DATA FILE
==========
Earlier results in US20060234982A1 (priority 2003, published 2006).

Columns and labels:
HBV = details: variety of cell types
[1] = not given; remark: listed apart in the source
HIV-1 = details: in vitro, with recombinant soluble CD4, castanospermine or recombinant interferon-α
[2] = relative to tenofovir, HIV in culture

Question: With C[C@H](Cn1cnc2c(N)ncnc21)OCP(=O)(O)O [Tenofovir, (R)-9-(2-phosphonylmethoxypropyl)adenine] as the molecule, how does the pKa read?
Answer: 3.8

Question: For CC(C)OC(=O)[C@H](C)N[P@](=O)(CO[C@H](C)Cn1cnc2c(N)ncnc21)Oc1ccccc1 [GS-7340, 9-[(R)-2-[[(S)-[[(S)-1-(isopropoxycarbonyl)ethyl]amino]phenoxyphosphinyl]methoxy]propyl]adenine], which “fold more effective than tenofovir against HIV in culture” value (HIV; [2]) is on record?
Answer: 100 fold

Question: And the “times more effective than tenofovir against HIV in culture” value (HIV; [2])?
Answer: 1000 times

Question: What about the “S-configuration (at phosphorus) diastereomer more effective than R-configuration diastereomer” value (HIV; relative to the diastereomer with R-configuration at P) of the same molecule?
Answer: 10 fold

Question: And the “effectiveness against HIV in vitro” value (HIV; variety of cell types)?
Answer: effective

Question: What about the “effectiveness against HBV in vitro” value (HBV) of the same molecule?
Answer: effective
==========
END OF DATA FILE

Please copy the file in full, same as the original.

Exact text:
Earlier results in US20060234982A1 (priority 2003, published 2006).

Columns and labels:
HBV = details: variety of cell types
[1] = not given; remark: listed apart in the source
HIV-1 = details: in vitro, with recombinant soluble CD4, castanospermine or recombinant interferon-α
[2] = relative to tenofovir, HIV in culture

Question: With C[C@H](Cn1cnc2c(N)ncnc21)OCP(=O)(O)O [Tenofovir, (R)-9-(2-phosphonylmethoxypropyl)adenine] as the molecule, how does the pKa read?
Answer: 3.8

Question: For CC(C)OC(=O)[C@H](C)N[P@](=O)(CO[C@H](C)Cn1cnc2c(N)ncnc21)Oc1ccccc1 [GS-7340, 9-[(R)-2-[[(S)-[[(S)-1-(isopropoxycarbonyl)ethyl]amino]phenoxyphosphinyl]methoxy]propyl]adenine], which “fold more effective than tenofovir against HIV in culture” value (HIV; [2]) is on record?
Answer: 100 fold

Question: And the “times more effective than tenofovir against HIV in culture” value (HIV; [2])?
Answer: 1000 times

Question: What about the “S-configuration (at phosphorus) diastereomer more effective than R-configuration diastereomer” value (HIV; relative to the diastereomer with R-configuration at P) of the same molecule?
Answer: 10 fold

Question: And the “effectiveness against HIV in vitro” value (HIV; variety of cell types)?
Answer: effective

Question: What about the “effectiveness against HBV in vitro” value (HBV) of the same molecule?
Answer: effective